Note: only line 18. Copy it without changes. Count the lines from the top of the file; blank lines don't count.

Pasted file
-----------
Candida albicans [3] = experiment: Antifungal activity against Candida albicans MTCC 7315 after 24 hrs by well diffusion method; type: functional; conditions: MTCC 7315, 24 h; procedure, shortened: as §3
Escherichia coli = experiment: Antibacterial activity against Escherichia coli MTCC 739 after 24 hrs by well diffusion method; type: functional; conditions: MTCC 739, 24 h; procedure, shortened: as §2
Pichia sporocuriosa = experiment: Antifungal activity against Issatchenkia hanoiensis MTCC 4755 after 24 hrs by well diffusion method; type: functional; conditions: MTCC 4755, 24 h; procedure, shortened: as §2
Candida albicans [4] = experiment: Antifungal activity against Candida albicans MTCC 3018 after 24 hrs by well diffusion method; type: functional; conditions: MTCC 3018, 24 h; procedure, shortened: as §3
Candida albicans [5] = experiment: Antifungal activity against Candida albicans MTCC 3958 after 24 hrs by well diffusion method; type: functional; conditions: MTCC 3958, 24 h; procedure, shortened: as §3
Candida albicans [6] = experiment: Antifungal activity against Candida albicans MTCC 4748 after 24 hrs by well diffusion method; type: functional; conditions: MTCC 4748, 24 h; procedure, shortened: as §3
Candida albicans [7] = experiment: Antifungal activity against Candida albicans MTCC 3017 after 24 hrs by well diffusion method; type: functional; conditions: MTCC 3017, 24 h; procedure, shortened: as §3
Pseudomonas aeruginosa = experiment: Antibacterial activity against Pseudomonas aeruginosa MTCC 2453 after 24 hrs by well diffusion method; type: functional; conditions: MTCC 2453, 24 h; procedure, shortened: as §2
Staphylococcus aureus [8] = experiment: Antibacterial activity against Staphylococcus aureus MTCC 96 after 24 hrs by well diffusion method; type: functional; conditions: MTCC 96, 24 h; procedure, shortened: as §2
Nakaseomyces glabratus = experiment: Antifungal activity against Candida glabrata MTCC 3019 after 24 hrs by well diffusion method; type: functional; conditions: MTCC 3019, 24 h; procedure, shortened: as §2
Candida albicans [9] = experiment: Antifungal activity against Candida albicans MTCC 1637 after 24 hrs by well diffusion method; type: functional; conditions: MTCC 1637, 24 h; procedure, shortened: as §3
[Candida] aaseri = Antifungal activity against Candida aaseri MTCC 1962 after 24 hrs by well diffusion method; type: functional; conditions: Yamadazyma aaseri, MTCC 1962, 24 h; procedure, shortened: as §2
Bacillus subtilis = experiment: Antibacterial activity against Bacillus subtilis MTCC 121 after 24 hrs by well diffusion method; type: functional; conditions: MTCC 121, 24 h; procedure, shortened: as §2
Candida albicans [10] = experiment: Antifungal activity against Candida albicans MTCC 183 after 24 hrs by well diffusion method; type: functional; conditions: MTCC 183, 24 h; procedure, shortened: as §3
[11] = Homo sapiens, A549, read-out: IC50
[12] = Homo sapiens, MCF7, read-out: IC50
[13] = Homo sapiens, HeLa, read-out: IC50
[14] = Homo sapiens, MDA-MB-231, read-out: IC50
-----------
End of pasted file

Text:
[14] = Homo sapiens, MDA-MB-231, read-out: IC50